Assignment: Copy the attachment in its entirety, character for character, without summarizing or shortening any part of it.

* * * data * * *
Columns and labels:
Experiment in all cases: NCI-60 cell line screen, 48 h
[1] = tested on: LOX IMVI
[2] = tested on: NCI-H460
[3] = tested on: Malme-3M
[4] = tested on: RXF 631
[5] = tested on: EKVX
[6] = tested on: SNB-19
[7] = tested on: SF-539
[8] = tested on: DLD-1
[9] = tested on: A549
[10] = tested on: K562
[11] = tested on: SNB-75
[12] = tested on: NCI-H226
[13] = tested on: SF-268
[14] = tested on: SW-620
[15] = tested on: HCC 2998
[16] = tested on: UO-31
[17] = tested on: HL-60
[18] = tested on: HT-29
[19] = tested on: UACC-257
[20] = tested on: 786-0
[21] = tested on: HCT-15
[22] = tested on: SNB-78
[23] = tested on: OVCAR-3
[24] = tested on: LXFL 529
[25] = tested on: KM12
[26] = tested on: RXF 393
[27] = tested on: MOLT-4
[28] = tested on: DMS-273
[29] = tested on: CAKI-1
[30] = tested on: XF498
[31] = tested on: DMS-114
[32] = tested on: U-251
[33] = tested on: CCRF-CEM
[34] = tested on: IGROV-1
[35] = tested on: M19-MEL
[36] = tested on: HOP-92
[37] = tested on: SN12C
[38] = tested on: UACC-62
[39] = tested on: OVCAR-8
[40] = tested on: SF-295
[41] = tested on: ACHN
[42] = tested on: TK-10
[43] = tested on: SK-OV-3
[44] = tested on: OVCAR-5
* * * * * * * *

Columns and labels:
Experiment in all cases: NCI-60 cell line screen, 48 h
[1] = tested on: LOX IMVI
[2] = tested on: NCI-H460
[3] = tested on: Malme-3M
[4] = tested on: RXF 631
[5] = tested on: EKVX
[6] = tested on: SNB-19
[7] = tested on: SF-539
[8] = tested on: DLD-1
[9] = tested on: A549
[10] = tested on: K562
[11] = tested on: SNB-75
[12] = tested on: NCI-H226
[13] = tested on: SF-268
[14] = tested on: SW-620
[15] = tested on: HCC 2998
[16] = tested on: UO-31
[17] = tested on: HL-60
[18] = tested on: HT-29
[19] = tested on: UACC-257
[20] = tested on: 786-0
[21] = tested on: HCT-15
[22] = tested on: SNB-78
[23] = tested on: OVCAR-3
[24] = tested on: LXFL 529
[25] = tested on: KM12
[26] = tested on: RXF 393
[27] = tested on: MOLT-4
[28] = tested on: DMS-273
[29] = tested on: CAKI-1
[30] = tested on: XF498
[31] = tested on: DMS-114
[32] = tested on: U-251
[33] = tested on: CCRF-CEM
[34] = tested on: IGROV-1
[35] = tested on: M19-MEL
[36] = tested on: HOP-92
[37] = tested on: SN12C
[38] = tested on: UACC-62
[39] = tested on: OVCAR-8
[40] = tested on: SF-295
[41] = tested on: ACHN
[42] = tested on: TK-10
[43] = tested on: SK-OV-3
[44] = tested on: OVCAR-5